Thursday, September 15, 2011
In Medias Res
In medias res is Latin for “in the middle of things.” It’s the recommended place to start a scene or a story. Snag the reader’s attention and drag ‘em in before they know what’s happening. They’ll have time to catch their breath once the story’s over.
I’ve heard anecdotes about writers who were advised by their editors to switch their first chapters around. Start with Chapter 2 and follow up with Chapter 1. Why? Because first chapters tend to end up as intros. We meet the characters, find out where they live and who their friends and families are, in a relaxed, everyday situation. The real action, the story itself, doesn’t start until Chapter 2. Editors like to see a story kick off with a bang. Plunge the reader right into the action on page 1. They can learn who these people are in Chapter 2, after they’ve been hooked.
Obviously this technique works great in mystery and action genres. But romance? Hey, why not? Paranormal and romantic suspense stories would definitely benefit from blasting right out of the gate. Raise that tension level right from the get-go. Rising tension never hurt a story.
Back in the ‘80s I read a book featuring the Woman Has Amnesia plot. She’d hired a pilot to fly her somewhere. The plane crashed in the wilderness, and she woke up with no memories. The pilot claimed to be her husband, for reasons I can’t recall. Maybe he was just a cad. Caddish behavior from romance heroes was acceptable in the ‘80s. They spent the rest of the book falling in love while trying to escape the wilderness intact. Plot particulars beyond that elude me now.
I do recall my disappointment, even three decades later. Chapter 1 opened on the airfield, with the pilot spotting the woman for the first time. Right off the bat, we know they’re not married. They’ve never met before this. By the time the plane crashed and the story proper started, any surprise or suspense had been blunted, as far as I was concerned.
I would have been so much happier had the story started like this:
The first line describes the woman’s slow return to consciousness. She’s out in the middle of nowhere next to the wreckage of a plane. She can’t remember where she is, or why, or how she got here, or even her name. Suddenly another person arrives, the hunkiest dude she’s ever laid eyes on (as far as she knows), the pilot of the plane. “Don’t you remember me, darling?” he says to end the chapter. “I’m your husband.”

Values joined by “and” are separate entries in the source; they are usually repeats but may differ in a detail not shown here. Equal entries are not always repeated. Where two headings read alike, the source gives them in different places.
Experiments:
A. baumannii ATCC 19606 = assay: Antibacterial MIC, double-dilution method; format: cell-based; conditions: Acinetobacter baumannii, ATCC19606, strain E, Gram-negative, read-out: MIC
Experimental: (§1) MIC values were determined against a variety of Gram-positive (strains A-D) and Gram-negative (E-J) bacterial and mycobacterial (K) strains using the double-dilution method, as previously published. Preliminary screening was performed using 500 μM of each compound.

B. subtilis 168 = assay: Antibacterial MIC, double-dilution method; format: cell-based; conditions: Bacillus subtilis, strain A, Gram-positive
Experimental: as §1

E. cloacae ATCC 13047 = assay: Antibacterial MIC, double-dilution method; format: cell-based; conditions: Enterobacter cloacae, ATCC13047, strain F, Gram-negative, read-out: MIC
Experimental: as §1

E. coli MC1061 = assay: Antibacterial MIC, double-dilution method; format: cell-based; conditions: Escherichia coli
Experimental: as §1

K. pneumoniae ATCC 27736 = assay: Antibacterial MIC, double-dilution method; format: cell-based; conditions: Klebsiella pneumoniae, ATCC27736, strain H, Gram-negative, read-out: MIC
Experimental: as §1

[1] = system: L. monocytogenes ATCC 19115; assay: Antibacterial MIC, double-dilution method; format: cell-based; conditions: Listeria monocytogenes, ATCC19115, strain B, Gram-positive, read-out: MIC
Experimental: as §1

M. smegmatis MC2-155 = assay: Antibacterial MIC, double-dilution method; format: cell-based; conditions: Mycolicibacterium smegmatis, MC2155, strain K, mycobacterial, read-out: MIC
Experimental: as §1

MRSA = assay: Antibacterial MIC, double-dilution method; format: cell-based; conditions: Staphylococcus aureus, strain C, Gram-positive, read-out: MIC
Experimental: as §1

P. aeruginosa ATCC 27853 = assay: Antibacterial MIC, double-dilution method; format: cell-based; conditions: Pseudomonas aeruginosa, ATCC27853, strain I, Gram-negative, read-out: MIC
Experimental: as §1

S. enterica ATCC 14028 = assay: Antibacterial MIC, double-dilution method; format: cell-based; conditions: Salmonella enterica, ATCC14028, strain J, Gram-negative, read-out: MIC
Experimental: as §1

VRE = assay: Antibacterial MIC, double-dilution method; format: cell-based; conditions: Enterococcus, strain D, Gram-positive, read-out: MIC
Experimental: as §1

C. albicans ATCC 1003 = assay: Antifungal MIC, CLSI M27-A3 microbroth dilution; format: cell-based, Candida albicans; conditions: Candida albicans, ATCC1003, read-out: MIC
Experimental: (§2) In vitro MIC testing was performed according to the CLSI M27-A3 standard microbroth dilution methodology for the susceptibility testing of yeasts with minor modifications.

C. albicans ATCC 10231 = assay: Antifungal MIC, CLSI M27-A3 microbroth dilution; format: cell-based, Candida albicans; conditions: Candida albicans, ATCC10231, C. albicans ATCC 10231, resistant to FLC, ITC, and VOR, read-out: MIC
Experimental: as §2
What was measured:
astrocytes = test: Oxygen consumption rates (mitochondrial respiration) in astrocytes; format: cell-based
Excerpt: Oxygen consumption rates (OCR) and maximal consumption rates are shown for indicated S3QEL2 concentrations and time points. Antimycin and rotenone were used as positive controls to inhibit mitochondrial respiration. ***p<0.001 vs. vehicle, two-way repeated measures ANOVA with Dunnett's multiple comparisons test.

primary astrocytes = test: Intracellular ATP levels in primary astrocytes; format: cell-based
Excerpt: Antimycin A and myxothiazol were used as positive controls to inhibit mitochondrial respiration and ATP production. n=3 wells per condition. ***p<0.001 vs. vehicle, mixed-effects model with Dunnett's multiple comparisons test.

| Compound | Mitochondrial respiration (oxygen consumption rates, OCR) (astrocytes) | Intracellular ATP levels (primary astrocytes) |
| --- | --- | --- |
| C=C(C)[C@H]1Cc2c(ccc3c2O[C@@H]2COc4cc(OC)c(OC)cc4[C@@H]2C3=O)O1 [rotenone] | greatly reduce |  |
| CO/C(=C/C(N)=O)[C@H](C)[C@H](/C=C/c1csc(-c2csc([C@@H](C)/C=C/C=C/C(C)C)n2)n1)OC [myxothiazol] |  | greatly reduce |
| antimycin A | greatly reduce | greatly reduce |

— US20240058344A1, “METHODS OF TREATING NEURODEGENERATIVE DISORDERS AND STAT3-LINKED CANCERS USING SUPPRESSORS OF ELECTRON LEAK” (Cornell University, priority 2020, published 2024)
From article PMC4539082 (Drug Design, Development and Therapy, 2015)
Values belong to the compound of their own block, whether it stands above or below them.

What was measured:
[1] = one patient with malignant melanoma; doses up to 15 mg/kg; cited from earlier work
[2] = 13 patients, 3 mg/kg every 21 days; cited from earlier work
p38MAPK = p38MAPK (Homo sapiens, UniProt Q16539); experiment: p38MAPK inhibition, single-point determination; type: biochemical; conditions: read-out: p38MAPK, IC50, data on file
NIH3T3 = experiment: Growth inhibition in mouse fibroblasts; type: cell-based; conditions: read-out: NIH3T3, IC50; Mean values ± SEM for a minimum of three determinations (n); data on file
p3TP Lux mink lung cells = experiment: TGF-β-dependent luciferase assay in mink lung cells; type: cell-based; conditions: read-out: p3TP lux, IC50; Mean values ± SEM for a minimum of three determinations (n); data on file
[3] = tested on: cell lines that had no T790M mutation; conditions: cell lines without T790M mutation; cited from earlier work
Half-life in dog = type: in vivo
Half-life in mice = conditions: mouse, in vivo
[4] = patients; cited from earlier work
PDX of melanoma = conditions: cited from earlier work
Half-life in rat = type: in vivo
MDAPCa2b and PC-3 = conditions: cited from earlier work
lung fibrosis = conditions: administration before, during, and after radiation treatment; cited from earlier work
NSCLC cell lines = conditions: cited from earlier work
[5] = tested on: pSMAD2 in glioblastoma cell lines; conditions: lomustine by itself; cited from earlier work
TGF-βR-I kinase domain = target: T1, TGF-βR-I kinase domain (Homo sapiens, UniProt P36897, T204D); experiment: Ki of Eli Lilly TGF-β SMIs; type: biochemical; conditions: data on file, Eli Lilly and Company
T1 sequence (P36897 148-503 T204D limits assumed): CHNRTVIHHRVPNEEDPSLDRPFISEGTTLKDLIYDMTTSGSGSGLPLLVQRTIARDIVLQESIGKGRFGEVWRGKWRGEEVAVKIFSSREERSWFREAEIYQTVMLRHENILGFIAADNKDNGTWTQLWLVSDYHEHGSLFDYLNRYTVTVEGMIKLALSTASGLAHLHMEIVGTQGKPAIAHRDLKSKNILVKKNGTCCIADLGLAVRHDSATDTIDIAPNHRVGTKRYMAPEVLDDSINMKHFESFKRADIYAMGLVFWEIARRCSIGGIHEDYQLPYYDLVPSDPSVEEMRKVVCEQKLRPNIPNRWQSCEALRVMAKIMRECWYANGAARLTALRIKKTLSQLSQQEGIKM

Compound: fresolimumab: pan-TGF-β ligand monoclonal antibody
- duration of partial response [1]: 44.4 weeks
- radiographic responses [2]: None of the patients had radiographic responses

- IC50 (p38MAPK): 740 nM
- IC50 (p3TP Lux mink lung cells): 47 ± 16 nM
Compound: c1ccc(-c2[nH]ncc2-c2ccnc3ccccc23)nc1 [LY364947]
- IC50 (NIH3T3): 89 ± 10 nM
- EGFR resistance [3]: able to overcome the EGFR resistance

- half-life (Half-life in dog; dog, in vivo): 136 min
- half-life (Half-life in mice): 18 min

Okay, I’m primed for Chapter 2 now. Bring it on.
The story can go in two directions from here. We can stay inside the woman’s head as she begins to notice the contradictions in “hubby’s” story even as she finds herself falling in love with him. Or we can hop into the pilot’s head for the truth. He knows vaguely where they are and how slim their chances are. He doesn’t need some panicky amnesiac jeopardizing their survival, hence the lie. “Look, I know you don’t remember me, but we’re married. You’ve always trusted me. Trust me now and do what I say and I’ll get us out of this.” So he’s not such a cad after all. But how long can he keep up the pretense, especially when he starts to develop genuine feelings for her?
Either way, the book’s got an added level of urgency now, sparked by the simple decision to start in the middle of the action. The reader’s no longer an observer; she starts on equal footing with the leads and can ride along as the story unfolds. Starting in the middle can help a book climb to the top of the charts. I’d better go revise my WIP.
(By the way, if the book I described – I think it was a Harlequin/Silhouette, maybe an Intrigue or Special Edition, if those lines existed back then – sounds familiar to anybody, I’d love to know the title, which I’ve long forgotten. All I can remember is that I didn’t agree with how the story started. Anyone recognize it?)